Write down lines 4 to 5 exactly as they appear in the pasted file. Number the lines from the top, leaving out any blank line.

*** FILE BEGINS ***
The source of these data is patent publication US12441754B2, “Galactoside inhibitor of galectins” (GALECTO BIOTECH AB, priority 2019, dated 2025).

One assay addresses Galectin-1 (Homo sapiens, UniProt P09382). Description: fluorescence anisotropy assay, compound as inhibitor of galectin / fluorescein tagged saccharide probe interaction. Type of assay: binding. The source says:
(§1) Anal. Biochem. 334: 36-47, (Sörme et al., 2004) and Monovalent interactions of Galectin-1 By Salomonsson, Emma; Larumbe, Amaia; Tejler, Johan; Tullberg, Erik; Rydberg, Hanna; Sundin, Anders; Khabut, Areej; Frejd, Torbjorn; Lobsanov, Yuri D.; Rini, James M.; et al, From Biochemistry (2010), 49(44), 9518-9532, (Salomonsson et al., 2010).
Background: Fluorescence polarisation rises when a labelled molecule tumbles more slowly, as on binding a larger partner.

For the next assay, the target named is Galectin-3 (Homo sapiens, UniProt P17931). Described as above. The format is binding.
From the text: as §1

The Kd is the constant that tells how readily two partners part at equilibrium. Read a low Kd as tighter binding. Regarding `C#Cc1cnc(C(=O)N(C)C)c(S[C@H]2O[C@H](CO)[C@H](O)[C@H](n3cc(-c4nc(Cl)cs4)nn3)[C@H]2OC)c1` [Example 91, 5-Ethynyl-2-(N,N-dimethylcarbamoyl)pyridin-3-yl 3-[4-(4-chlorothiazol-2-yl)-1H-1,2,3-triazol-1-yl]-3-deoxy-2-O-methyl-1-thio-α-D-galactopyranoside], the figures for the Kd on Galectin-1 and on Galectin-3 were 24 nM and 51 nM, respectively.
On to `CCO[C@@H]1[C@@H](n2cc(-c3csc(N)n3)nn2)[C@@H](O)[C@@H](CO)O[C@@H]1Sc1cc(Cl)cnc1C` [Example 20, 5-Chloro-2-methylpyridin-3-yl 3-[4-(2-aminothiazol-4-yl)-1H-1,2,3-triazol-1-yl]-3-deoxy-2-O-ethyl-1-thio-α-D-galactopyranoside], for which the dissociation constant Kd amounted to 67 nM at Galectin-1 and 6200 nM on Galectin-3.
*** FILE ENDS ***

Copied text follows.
Background: Fluorescence polarisation rises when a labelled molecule tumbles more slowly, as on binding a larger partner.

For the next assay, the target named is Galectin-3 (Homo sapiens, UniProt P17931). Described as above. The format is binding.